New nitrogen pollution measures considered after farmer talks

Dairy farming is a major polluter Photo: N. van der Pas
Dairy farming is a major source of ammonia pollution  Photo: N. van der Pas

The government is looking at alternative measures for controlling nitrogen-based pollution, after radical farming groups the Farmers Defence Force and Agractie met government negotiator Johan Remkes for the first time.

But the deadline of 2030 for 50% reductions remains in place, according to broadcaster NOS.

Last week, head of the Christian democratic CDA Wopke Hoekstra provoked an emergency government debate after suggesting in a media interview that the year goal was ‘not holy’. During the debate, his party said that it still supported the coalition agreement.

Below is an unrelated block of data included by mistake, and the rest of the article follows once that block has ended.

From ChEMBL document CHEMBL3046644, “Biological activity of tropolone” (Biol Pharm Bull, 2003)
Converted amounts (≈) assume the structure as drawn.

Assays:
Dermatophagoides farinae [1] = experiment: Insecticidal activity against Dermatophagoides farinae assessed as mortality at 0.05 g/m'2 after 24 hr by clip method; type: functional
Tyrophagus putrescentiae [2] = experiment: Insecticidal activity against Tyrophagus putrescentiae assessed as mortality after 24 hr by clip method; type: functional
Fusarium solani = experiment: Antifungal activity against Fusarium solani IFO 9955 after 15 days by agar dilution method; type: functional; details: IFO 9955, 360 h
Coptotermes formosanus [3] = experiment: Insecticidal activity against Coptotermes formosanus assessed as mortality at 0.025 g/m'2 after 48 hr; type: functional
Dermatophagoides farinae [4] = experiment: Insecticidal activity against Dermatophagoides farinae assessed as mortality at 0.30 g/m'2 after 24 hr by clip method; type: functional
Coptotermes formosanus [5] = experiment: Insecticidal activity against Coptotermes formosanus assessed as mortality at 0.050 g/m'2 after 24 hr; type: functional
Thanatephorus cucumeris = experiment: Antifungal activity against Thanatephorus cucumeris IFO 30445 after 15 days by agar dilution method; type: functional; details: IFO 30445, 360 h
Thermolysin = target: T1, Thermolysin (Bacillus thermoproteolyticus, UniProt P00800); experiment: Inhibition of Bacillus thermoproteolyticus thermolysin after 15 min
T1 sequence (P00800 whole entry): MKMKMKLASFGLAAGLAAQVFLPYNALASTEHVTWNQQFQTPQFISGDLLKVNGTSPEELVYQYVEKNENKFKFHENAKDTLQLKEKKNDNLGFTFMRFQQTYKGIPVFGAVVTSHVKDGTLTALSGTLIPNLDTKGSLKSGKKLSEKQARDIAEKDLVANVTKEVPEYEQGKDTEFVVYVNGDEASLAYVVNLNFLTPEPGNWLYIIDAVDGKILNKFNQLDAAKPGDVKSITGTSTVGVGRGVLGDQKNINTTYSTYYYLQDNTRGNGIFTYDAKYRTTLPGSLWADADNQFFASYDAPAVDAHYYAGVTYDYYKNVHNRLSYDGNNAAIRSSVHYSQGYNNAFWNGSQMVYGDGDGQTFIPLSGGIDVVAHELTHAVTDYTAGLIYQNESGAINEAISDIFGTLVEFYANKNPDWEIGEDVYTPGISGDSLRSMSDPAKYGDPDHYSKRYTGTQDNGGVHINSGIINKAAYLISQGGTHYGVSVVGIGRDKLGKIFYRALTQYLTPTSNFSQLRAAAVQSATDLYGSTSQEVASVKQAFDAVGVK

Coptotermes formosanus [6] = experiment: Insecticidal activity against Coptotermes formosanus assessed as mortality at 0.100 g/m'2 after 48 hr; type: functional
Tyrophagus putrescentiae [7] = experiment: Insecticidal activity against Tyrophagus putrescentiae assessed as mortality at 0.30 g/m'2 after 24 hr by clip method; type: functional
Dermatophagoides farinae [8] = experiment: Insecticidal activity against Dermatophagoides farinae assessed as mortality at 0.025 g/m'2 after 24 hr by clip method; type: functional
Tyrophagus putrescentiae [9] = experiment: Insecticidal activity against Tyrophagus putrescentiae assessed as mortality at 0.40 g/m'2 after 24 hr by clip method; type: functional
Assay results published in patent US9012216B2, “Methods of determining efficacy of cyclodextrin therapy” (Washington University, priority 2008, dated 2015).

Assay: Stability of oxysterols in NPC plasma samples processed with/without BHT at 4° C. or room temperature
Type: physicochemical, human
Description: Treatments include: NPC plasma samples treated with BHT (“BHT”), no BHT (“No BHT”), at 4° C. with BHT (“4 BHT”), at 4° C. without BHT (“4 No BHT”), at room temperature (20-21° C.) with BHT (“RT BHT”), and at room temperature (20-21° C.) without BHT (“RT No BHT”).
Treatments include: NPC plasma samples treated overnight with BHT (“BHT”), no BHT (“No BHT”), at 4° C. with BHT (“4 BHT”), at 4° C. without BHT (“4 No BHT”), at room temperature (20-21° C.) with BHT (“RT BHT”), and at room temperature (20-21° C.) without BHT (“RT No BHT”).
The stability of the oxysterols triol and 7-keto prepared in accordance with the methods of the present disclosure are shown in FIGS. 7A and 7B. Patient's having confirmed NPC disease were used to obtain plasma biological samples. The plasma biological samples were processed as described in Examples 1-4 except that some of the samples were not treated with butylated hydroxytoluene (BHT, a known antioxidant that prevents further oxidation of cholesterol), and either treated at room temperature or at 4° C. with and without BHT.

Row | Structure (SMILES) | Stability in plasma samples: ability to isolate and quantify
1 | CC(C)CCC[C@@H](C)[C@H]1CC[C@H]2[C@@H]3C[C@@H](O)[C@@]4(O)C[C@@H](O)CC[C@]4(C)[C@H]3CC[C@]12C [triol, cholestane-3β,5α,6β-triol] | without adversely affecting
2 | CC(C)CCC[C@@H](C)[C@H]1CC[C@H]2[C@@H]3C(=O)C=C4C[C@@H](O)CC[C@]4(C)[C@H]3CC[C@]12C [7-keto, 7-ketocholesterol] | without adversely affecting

Farming organisations have violently criticised plans to reduce emissions in order to protect nature reserves known as Natura 2000 areas, particularly because a PBL environmental planning agency report named a necessary 30% livestock reduction.

Ministry figures suggest 29,000 farms of the country’s 52,000 could be affected by a 50% emissions cut. A map published in June suggesting reductions from 12% to 95% in different areas has sparked months of farmer protests.

According to LTO Nederland farmers’ association, which was also at the meeting, ‘reducing the size of the sector is not a goal’, the talks revealed there is more budget and legal room for innovations, and a potential change in measurements.

Currently, farming permits are based on the ‘critical deposit value’ (KDW) – the maximum nitrogen-based compounds that can be released in an area – but farmers are critical of this theoretical measure.

Remkes said that any alternative system needs to be legally sustainably. ‘The KDW is necessary to grant permissions right now,’ he told NOS. ‘At the same time, everyone at the meeting saw that it was an unsatisfactory instrument for individual farmers because they cannot control it themselves.’

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